How to Exercise If You’re Short on Time and/or Motivation

In a past post I gave you the good news that we don’t lose muscle mass very easily; before the age of 50 you can take a break from resistance training and not experience huge losses in strength (read more about that here). Unfortunately, taking an extended break from aerobic training WILL result in major declines to your aerobic fitness. In Exercise Science this is known as the detraining effect or the principle of reversibility – basically just a fancy way of saying “use it or lose it.”

The rate of decline in aerobic capacity (VO2max) from detraining varies from person to person. Some research has shown that just after training to improve VO2max, onedetraining can lose up to half of those gains in just three weeks of being sedentary. However, others may not decline as rapidly.

So what do you do if you’re short on time and/or motivation but really don’t want your aerobic fitness to go down the drain? The key is to just do something.

People make the most rapid gains in fitness when they first begin an exercise program. That is because the body is trained to adapt at the greatest rate when the stimulus (the exercise) is new and unfamiliar. This applies to an entire training program but also to each individual workout.

See, over time, even if we’re just talking about an hour, the stimulus loses its potency. So if you were to do three sets of a particular exercise (and each set is the same intensity), the greatest gains are actually occurring in the first set. Therefore, doing something is MUCH better than doing nothing – in fact, that’s where the rate of gain is at its highest.

Many people do not know that even just 10 minute bouts of exercise can improve/maintain your aerobic fitness. It may not seem like much, but it’s FAR better than doing nothing. Also, keep in mind that as the intensity of exercise becomes higher, the duration can become shorter, since the rate of improvement increases with exercise intensity. Therefore, even a few one-minute high intensity intervals in between short rest periods can be very beneficial.

While many firefighters are granted a workout hour on-duty, these can be interrupted. But even if a call comes in when you’ve only been exercising for 10 minutes, those minutes still count, so that’s no excuse to skip the workout altogether. You can also strategize by making your on-duty workouts short and intense, therefore getting the same benefit of a long, lower intensity workout, while reducing the chance that you’ll be interrupted.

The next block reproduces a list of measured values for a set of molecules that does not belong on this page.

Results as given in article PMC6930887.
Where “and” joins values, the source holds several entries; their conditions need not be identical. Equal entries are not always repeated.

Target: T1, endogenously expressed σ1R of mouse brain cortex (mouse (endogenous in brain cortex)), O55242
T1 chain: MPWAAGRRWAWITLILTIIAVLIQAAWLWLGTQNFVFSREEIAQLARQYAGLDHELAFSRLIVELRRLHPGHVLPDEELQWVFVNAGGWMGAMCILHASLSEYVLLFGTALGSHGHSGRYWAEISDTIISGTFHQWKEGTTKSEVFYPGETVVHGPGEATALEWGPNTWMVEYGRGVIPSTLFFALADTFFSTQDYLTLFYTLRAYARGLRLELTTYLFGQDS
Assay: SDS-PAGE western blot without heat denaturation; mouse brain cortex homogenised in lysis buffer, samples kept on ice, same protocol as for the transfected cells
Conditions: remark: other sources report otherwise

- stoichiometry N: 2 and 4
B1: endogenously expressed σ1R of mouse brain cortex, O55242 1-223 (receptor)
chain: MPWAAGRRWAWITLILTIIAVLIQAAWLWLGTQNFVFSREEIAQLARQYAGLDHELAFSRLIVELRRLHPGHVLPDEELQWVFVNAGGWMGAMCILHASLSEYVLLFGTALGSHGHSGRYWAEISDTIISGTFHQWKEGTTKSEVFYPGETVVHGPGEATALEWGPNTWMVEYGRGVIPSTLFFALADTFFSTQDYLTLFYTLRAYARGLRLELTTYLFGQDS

What’s your take on this subject? Have you tried doing 10 minute bouts at a time or high intensity intervals? Let me know in the comments below.

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By | 2018-06-01T06:15:35+00:00 January 14th, 2015|Uncategorized|6 Comments

About the Author:

Dr. Karlie Moore has a PhD in Exercise Science and Nutrition and specializes in firefighter health. She has conducted fitness testing on hundreds of firefighters and has created the most comprehensive online wellness program for fire departments called the FitCulture program. Dr. Moore is also married to a firefighter and so understands their lifestyle and the health challenges associated with it.

6 Comments

  1. bob May 15, 2013 at 4:35 pm - Reply

    as a result of an inflamed achilles i had to stop long distance running. my choices to replace running were swimming, cycling, or walking. in the northwest all 3 have limits. i happen to come across an article on tabata workouts and have found them intense, limitless, and after 4 years easy on my healed achilles.
    16 minutes 3-4 X a week along with lifting- good bye 40-90 min runs!

    • Karlie May 15, 2013 at 4:54 pm - Reply

      Hey Bob, thanks for letting us know about tabata, I’m excited to look into that. When it comes to improving your aerobic capacity, the key is to get your heart rate up; as long as that element is there, you can do any workout style that keeps you interested (and doesn’t cause overuse injuries)!

  2. Trevor Riant May 15, 2013 at 4:36 pm - Reply

    My station a 1 hour PT session is mandatory, we also have a PTI on each Watch together with annual fitness assessments using the BMI scale together with a VO2max test via the shuttle run/bleep test method on the 20 metre scale.
    As I approach 50 (August this year) I find it harder to get motivated & reach my fitness target for my assessment, I prefer the circuit training format with all the crew joining in as apposed the the gym as I get bored. My role is mainly desk bound as the station manager but I am operational & ride out on emergency incidents. I take onboard your comments with interest.

    • Karlie May 15, 2013 at 4:49 pm - Reply

      Hey Trevor, circuit training is very popular and I definitely recommend it for improving/maintaining overall fitness. Typically a person’s heart rate stays high through each “station” so it functions well as a cardiovascular, interval style workout. Keep it up!

  3. Jon May 15, 2013 at 5:56 pm - Reply

    I enjoy variety, and find that both the higher intensity short duration, and the moderate intensity long duration have a place in my weekly activities. I definitely find it important to complete a general warm up and dynamic stretching prior to any workout, but especially prior to a higher intensity workout. Otherwise I find myself being sidelined for several days with minor injuries. Whatever type and intensity of exercise is chosen consistency is key. I definitely agree that even if the morning PT is interrupted by a call, getting in even 10 minutes beats making excuses and sitting around. Great article!

    • Karlie May 15, 2013 at 6:01 pm - Reply

      Thanks Jon 🙂

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